Emory International Law Review

Volume 32Issue 2

Law, Religion, and Immigration: Building Bridges with Express Lanes

Gideon Sapir & Mark Goldfeder | 32 Emory Int'l L. Rev. 201 (2018)

Throughout the world, the right to culture established the right for a national group to establish a nation-state. In Israel, this right establishes another right for Jewish people to immigrate to Israel, based in part on the right to self-determination. In recent history, this right applies not only to Jews by birth but also to anyone who converts to Judaism or has Jewish family ties. As a result, there have been proposals in Israel to curb this automatic right of immigration because, as the argument goes, immigration of this kind may weaken the dominance of Jewish culture in Israel. This Article addresses the history of the Law of Return, outlines some arguments for amending it, and introduces proposals for amending the current Law.

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Good Law for “Bad Hombres”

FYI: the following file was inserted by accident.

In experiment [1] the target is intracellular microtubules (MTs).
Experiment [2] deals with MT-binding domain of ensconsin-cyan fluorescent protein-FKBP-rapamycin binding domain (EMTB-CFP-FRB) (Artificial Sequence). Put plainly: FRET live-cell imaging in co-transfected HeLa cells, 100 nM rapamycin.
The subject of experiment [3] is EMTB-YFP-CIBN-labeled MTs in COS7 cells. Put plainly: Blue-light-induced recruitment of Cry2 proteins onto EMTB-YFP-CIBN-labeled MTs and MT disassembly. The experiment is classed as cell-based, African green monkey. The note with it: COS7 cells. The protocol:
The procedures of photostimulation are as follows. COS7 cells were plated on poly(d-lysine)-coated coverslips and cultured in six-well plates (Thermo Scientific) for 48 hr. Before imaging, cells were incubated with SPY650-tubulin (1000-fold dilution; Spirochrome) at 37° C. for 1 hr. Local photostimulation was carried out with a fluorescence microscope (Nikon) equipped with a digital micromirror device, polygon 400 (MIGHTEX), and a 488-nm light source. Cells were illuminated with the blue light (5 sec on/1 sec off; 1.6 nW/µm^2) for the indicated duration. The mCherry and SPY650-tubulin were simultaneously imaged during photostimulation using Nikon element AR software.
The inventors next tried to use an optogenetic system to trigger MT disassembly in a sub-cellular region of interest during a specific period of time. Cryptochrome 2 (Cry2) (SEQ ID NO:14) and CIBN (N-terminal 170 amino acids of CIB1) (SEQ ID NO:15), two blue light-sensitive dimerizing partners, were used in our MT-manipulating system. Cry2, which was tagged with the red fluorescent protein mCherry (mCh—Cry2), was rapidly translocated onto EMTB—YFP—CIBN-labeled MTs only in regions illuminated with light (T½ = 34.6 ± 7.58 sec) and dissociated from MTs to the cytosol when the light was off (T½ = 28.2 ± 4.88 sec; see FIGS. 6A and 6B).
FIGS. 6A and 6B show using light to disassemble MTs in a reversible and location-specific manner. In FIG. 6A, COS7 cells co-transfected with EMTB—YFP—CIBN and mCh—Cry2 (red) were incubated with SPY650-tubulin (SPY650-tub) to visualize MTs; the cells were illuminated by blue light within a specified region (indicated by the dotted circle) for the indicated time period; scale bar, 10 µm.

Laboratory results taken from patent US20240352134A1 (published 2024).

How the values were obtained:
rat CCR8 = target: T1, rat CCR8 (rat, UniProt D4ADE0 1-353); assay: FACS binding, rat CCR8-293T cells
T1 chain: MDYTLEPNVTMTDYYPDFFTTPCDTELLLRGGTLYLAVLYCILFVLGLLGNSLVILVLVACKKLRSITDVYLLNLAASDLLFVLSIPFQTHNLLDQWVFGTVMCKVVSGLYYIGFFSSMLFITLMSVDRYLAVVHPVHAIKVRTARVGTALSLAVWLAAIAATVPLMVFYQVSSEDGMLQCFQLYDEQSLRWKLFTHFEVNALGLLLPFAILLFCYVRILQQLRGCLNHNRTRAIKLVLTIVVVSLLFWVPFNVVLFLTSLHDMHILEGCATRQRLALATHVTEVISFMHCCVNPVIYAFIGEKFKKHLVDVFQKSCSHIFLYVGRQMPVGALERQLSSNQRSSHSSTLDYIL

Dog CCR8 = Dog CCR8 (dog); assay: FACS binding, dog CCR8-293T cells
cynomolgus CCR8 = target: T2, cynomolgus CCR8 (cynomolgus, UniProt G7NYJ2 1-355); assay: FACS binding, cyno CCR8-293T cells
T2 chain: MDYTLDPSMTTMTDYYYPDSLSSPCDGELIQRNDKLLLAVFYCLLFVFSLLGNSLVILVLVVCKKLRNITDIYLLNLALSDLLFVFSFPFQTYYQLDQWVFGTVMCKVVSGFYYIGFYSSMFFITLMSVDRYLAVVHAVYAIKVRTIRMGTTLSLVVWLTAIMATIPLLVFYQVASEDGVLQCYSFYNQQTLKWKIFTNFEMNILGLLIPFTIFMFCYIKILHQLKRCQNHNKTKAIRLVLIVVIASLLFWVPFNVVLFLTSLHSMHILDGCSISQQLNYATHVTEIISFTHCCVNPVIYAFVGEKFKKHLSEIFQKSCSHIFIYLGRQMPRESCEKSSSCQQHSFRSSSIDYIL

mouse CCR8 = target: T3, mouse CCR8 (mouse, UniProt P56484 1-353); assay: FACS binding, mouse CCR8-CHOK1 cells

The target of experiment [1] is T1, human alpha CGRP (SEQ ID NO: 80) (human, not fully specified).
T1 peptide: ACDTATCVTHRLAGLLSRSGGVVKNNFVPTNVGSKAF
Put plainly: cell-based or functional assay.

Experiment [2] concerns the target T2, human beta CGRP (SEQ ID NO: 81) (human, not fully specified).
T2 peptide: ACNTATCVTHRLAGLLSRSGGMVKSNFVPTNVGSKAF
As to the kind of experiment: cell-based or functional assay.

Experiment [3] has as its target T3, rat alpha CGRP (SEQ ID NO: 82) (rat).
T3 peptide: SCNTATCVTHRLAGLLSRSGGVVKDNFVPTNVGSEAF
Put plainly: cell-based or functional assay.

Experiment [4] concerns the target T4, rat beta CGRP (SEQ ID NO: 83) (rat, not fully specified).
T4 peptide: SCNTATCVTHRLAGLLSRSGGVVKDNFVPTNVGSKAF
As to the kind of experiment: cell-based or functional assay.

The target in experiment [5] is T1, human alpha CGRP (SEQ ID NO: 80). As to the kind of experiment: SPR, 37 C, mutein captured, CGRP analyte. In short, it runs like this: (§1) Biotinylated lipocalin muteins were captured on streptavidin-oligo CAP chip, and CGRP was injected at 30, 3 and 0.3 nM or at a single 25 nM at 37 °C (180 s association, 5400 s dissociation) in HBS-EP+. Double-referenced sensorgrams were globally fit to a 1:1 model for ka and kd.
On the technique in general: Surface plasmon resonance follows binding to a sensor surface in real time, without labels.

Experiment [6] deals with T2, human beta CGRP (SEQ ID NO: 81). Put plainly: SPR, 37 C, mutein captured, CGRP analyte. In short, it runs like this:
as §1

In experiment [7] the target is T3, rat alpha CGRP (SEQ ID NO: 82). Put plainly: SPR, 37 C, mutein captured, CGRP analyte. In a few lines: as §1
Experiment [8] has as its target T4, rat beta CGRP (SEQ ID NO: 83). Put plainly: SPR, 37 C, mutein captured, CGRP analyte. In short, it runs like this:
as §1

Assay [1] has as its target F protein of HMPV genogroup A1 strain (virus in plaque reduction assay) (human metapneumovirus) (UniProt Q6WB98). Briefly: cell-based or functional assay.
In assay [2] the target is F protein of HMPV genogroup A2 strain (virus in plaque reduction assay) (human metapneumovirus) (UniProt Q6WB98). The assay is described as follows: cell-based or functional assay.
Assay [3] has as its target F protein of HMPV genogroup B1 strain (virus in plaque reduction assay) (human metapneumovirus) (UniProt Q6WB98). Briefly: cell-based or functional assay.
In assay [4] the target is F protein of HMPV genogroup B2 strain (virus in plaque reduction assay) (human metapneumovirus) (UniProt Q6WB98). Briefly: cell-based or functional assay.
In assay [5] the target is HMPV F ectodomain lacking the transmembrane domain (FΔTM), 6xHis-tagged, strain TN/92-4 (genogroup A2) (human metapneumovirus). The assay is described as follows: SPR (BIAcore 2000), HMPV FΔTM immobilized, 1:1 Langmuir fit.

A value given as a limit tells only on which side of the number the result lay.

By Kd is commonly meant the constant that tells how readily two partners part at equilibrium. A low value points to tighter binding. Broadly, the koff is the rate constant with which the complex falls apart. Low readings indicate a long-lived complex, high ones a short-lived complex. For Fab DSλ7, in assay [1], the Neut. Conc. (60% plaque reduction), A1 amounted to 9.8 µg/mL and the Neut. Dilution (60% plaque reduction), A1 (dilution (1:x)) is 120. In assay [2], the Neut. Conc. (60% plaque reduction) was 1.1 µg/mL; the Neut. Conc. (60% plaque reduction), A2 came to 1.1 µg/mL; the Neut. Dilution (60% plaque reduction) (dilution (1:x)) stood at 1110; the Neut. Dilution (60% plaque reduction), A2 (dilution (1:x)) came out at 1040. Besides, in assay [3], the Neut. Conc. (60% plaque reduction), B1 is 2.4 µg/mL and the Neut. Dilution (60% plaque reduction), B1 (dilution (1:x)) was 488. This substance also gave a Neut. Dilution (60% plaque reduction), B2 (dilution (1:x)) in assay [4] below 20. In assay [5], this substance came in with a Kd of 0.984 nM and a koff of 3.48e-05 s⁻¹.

Matthew Neely | 32 Emory Int'l L. Rev. 255 (2018)

The rise of drug cartels in Mexico has attracted international attention. In particular, United States President Donald J. Trump has publicly discussed that he may send the U.S. military into Mexico to fight these cartels. If the U.S. military does enter Mexico, it is important to consider the constraints placed on these actors by the law of armed conflict and human rights law. This Article concludes that the violence in Mexico attributable to drug cartels cannot legally be considered an armed conflict. Instead, if the U.S. sends in military forces, these forces would be bound by human rights law. Based on both treaty and customary international law, human rights law must be considered by any foreign force entering Mexico to fight drug cartels.

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